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Air duct corrosion, holes found at 7 nuclear plants in Japan


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It's TEPCO. Are we suppose to be surprised by this?

7 ( +7 / -0 )

Better late than never, but this has been known and not reported publicly since December 2016! 

Should we have believed all those recent declarations like, 'Kashiwazaki-Kariwa is safe, so restart it now!" ???

8 ( +8 / -0 )

Paragraph 8, "atmosphere"?

0 ( +0 / -0 )

Serious corrosion was found at the No. 3 unit of the Kashiwazaki-Kariwa plant in Niigata Prefecture operated by Tokyo Electric Power Company Holdings Inc and this may have abnormally affected ventilation of the central control room, the watchdog said.

SEVEN years AFTER the fukushima incident and STILL these kind of issues surface. TEPCO is grossly negligent and heads should roll. But no, nothing happens, noone is punished and this will continue until the next incident happens. Im seriously fed up with the boys in charge here.

6 ( +7 / -1 )

Corrosion or holes were found in steel or galvanized steel ducts

Is there a reason why these ducts were not made from stainless steel? They are near the coast and filled with moisture ladened air. I get the feeling this was a cost cutting measure. But, hey! Nuclear power is safe and cheap, right?

4 ( +5 / -1 )

Got to love the way it’s presented.

Just a 100cm hole. That’s a one meter gap!

6 ( +7 / -1 )

Have to wonder which dodgy Japanese company manufactured the steel,

and did the same supplier provide materials for the pressure vessels and containment.

“what a parcel of rouges in a nation!”

1 ( +3 / -2 )

“But, hey! Nuclear power is safe and cheap, right?”

Imagine the burden of fossil fuels and other sources of expensive energy. Nuclear is the way to go, but it ain’t perfect. Leave it to the politicians to pick the poison. Meanwhile, everyone charge up your smartphones and take for granted the precious energy we harness throughout our daily lives.

-5 ( +1 / -6 )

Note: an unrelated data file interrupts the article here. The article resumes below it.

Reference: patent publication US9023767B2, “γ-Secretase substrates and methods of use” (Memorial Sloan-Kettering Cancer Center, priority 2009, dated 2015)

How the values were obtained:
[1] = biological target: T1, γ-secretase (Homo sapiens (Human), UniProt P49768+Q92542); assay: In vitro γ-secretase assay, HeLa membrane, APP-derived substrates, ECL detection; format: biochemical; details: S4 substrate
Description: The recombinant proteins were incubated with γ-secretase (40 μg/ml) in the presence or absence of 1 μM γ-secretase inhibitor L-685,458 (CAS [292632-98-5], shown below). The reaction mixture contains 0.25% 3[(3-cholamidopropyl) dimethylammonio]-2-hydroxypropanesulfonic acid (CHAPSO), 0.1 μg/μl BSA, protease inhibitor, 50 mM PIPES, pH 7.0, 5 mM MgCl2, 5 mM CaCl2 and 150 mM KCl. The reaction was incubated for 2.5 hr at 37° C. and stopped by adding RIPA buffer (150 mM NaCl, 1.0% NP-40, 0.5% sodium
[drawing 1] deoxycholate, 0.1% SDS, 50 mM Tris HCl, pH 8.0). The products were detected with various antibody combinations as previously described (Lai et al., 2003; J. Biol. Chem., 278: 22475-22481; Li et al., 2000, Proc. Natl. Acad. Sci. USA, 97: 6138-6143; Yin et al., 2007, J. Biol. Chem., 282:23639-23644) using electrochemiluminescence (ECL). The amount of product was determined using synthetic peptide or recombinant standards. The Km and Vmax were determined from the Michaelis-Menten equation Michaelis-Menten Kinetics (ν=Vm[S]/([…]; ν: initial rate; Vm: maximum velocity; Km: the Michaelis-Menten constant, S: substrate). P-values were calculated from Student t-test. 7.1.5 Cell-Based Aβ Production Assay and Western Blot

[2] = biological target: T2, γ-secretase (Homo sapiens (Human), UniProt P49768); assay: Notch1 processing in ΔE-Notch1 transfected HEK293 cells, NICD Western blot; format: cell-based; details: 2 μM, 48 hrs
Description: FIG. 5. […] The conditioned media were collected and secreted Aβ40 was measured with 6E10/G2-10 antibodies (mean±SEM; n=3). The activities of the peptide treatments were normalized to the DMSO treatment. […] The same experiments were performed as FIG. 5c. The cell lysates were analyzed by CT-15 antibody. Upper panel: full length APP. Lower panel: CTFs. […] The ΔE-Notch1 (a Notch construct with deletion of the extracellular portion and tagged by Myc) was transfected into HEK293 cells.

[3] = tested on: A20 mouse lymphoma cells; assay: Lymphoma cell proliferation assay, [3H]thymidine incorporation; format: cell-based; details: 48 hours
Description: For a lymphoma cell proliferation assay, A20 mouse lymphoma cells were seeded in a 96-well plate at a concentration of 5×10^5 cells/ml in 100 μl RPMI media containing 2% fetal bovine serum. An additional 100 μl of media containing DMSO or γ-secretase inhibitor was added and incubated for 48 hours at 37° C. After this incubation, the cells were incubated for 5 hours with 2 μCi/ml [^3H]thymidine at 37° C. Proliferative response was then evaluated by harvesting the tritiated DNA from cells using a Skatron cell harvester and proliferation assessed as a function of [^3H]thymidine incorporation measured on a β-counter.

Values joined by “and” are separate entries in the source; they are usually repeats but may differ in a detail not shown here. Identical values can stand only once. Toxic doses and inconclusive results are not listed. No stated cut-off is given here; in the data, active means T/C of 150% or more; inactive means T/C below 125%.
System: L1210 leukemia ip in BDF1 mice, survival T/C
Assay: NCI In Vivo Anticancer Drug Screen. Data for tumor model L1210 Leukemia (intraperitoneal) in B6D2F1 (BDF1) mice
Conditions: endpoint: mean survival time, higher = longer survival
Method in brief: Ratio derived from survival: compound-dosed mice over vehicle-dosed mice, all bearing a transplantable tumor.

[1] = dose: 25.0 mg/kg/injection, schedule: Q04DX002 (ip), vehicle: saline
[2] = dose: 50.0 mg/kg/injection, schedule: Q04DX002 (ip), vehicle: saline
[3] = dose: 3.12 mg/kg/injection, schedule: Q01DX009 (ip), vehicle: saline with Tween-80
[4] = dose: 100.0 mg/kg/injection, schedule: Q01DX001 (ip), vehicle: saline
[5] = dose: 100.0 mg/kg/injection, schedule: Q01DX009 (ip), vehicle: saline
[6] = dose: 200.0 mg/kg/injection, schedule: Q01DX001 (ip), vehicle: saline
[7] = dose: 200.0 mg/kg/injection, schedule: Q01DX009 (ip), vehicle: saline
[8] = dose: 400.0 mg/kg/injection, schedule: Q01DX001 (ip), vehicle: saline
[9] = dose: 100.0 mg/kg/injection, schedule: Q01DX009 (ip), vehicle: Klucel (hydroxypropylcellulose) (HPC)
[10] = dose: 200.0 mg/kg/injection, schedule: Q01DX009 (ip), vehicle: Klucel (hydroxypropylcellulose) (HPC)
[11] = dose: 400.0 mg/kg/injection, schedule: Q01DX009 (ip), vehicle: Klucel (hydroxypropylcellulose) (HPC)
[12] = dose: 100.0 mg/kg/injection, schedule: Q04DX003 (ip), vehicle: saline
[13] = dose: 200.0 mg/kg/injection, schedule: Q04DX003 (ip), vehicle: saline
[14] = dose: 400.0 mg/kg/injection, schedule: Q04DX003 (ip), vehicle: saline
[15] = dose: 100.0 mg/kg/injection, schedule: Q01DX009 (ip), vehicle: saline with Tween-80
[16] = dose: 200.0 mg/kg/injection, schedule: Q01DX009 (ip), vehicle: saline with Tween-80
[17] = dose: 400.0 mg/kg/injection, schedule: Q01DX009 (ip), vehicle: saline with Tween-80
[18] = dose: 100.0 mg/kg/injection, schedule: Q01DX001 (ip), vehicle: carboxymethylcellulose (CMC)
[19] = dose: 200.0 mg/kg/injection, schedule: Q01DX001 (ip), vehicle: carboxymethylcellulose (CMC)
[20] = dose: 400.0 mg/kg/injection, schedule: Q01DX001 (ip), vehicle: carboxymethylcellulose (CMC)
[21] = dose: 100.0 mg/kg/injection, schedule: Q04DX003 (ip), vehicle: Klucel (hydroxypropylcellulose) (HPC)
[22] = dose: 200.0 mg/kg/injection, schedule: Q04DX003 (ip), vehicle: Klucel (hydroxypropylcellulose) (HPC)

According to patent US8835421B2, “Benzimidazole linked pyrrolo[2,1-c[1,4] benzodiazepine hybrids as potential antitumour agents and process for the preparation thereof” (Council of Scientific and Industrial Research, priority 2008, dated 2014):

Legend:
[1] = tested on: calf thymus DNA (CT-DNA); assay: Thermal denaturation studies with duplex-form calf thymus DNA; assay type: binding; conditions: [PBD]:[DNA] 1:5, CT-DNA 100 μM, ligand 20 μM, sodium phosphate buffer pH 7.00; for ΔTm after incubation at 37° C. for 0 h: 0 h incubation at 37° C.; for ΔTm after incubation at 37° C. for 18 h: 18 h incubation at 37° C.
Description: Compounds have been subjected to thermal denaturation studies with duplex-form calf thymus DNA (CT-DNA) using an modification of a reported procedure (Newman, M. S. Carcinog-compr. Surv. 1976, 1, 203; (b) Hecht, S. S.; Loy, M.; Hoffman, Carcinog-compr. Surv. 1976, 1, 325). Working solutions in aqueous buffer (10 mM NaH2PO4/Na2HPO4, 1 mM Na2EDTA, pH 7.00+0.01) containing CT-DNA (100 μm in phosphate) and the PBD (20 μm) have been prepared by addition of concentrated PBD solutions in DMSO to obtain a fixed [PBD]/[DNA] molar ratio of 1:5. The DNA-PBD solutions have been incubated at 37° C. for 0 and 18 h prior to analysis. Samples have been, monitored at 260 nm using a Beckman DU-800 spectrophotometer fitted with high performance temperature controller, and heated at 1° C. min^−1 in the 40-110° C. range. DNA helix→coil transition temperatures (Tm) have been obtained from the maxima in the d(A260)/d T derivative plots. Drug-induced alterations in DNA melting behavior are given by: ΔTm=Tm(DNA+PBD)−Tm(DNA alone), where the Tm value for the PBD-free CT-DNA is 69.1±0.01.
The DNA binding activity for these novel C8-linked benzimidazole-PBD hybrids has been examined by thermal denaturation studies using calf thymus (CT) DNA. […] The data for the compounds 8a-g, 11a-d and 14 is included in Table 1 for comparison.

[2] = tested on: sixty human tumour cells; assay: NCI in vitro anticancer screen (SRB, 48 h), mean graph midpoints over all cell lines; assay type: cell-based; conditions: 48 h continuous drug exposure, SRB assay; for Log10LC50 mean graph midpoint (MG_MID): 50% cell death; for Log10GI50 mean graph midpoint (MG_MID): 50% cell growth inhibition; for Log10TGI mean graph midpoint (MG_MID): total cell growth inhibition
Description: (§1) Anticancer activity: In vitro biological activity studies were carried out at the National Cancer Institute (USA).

only in Japan did the Fukushima crisis make politicians want to return to nuclear energy. If the equivalent investment were made in renewables Japan would be rocking and never have to look back. They will have discovered that brown envelopes don't stop radiation leaks

Thanks to the shouganai attitude, sadly the status quo is working and no one cares to stop it. While these plants are not active it's only a matter of time before the next accident

4 ( +4 / -0 )

only in Japan did the Fukushima crisis make politicians want to return to nuclear energy.

Actually only a few countries, if at all, are affected by Fukushima with regard to continuation of Nuclear energy. Russia, for example, are eager to create more Nuclear plants despite Chernobyl (and Fukushima).

If there are easy ways to replace Nuclear energy, everybody will do. But there aren't. And, you like it not, Nuclear is quite useful for other purposes.

0 ( +1 / -1 )

Wc62six - Imagine the burden of fossil fuels and other sources of expensive energy. Nuclear is the way to go.

Imagine? Is that like dreaming or wishing? I don’t have to imagine that, the one nuclear disaster in Fukushima will take at least 40 years to clean up at a cost of ten times more than it cost to build every reactor in the country. I also don’t have to imagine that, TEPCO has openly admitted the meltdowns were the result of failing to upgrade equipment and falsifying safety check records. I also don’t have to imagine that, this corrosion in the pipes is because of substandard metals used to cut costs. Therefor, without imagining anything I can conclude that, nuclear power is not cheap nor is it safe in the hands of untrustworthy operators.

2 ( +2 / -0 )

Maintenance issues at virtually mothballed nuclear plants hardly risk workers' safety - unless the reactors magically get a fresh fuel load teleported into their cores.

Typical Kyodo fear-mongering.

-3 ( +0 / -3 )

If the reactors are “virtually mothballed” then what are workers doing there at risk of more radioactive exposure?

0 ( +0 / -0 )

I wonder whether we're just being given the lesser problems, and that the bigger issues are being once again burred under the proverbial carpet in the hope that no-one notices or if they try to find out then charging them under the new National security laws.

1 ( +1 / -0 )

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